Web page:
Jun 2018

Working As One: How real-time cloud-based data-sharing will benefit the maritime shipping sector.

Publication: 

As the globalization of world trade accelerates, the importance of achieving operational speed without sacrificing accuracy is becoming paramount to the success of all stakeholders in the international trading system — from shippers to logistics service providers, terminal operators, and carriers, to retailers, consumers and end-users of the transported goods. For businesses involved in that supply chain, providing end-to-end visibility and predictability is vital for staying ahead of the competition. Fortunately, automation and digitization are making that possible at levels that were unimaginable even a few years ago. Nevertheless, a great deal of additional progress remains attainable, so long as stakeholders join forces to take the next big leap in the process. 

In a 2018 survey of approximately 250 shipping industry executives and professionals conducted by JOC.com/IHS Markit, Navis, and XVELA (Fig. XI), more than half of all respondents anticipated that their performance metrics would improve by at least 50 percent if they could share real-time operational information. However, 56 percent surveyed see a hurdle in the lack of industry data standards, a statistic that supports concerns raised by stakeholders that data standardization is a primary challenge that needs to be overcome to achieve widespread industry collaboration.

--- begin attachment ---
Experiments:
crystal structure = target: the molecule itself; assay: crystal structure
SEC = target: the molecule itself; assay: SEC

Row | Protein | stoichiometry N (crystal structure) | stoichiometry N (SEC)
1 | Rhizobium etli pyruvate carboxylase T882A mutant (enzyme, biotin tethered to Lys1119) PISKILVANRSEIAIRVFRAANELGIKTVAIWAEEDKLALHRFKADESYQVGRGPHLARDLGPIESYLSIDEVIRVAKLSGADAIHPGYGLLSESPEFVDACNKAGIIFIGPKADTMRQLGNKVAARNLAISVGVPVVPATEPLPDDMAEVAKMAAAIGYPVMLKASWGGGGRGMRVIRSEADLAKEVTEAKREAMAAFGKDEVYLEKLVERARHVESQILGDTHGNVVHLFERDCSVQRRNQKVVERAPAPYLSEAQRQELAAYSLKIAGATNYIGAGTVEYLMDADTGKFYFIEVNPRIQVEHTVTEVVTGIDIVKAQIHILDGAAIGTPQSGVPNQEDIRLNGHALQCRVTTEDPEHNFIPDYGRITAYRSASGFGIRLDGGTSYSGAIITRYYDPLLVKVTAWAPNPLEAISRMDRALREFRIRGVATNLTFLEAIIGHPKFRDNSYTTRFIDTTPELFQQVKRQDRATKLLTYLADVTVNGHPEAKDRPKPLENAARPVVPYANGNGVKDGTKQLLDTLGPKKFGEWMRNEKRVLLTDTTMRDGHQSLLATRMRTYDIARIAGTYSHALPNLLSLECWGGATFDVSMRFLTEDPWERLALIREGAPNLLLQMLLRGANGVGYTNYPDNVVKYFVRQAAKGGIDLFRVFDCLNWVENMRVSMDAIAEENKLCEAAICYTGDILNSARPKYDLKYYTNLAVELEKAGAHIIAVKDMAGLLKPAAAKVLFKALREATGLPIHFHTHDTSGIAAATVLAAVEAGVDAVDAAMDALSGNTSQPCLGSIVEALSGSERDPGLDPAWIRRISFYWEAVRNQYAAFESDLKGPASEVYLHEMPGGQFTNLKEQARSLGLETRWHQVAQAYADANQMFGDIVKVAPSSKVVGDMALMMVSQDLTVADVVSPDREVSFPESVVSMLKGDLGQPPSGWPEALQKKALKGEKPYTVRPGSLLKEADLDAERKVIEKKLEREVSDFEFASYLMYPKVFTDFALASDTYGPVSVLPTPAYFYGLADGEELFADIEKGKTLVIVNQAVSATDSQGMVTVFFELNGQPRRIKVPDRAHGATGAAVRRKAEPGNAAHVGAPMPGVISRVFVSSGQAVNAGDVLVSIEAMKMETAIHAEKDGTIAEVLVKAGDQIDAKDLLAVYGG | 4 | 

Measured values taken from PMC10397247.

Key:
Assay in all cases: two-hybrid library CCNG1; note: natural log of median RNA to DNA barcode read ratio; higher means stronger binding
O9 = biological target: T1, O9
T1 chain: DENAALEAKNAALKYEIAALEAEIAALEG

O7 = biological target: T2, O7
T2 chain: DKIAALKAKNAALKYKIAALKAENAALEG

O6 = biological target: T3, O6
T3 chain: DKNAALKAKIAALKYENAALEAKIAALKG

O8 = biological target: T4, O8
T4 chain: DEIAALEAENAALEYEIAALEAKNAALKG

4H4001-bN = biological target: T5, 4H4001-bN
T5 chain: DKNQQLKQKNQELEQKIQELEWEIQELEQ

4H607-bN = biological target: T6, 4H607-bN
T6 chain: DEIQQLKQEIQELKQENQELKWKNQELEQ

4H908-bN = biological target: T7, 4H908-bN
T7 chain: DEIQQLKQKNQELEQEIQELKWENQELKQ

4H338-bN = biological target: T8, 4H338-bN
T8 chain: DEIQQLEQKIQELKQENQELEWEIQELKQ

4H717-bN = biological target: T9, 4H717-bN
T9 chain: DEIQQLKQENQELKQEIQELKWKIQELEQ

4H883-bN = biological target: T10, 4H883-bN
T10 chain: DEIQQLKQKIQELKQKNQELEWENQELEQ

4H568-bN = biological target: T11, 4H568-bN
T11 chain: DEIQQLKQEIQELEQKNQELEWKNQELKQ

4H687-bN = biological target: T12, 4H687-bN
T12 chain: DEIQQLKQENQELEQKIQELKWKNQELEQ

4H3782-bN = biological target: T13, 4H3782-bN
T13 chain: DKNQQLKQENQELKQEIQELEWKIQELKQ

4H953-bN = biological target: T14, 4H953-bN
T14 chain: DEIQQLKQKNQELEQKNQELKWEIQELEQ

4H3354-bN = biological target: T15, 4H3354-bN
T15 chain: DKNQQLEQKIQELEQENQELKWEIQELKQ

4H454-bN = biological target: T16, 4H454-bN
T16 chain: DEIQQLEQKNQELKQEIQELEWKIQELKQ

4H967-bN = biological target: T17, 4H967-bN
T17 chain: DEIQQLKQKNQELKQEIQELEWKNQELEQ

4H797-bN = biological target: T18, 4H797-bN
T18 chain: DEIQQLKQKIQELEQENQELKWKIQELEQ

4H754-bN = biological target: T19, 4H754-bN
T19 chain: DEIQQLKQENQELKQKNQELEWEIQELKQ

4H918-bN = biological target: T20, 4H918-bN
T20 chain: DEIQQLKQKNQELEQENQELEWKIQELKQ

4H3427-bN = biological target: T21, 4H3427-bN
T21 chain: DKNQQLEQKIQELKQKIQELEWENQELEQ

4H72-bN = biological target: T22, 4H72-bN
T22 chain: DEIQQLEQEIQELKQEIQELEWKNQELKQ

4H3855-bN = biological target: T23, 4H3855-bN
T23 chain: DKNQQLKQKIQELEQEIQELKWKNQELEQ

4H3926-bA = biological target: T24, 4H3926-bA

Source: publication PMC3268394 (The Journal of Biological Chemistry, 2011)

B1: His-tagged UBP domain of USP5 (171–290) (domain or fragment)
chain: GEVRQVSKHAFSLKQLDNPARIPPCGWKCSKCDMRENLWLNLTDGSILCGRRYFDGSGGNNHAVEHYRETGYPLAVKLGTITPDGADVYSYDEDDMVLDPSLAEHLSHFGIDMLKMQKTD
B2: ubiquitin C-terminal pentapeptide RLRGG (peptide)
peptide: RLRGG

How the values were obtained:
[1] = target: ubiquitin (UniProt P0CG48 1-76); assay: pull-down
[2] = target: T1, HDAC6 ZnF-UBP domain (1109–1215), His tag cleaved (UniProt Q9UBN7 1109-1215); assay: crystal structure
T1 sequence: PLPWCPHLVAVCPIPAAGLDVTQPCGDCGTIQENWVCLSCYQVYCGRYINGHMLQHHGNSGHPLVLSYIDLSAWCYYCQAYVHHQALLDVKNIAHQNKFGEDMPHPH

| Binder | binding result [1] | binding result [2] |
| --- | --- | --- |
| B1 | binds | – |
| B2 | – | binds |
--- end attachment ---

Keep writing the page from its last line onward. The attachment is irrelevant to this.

Based upon a series of interviews with industry thought leaders as well as the survey results, this report examines the potential path to real-time collaboration across the industry, including cultural and operational challenges facing adoption. This project was co-sponsored by Navis and XVELA. 

The advent of cloud-based, collaborative data-sharing platforms has enabled automation of dozens of global supply chain processes and management of electronic booking, digital transmission of shipping instructions, and real-time container-status tracking. With the expansion of collaboration and data-sharing into the foundational end-to-end container planning processes, from stowage planning and execution to berth window management and port call optimization, the ideal of “working as one” appears to be within reach.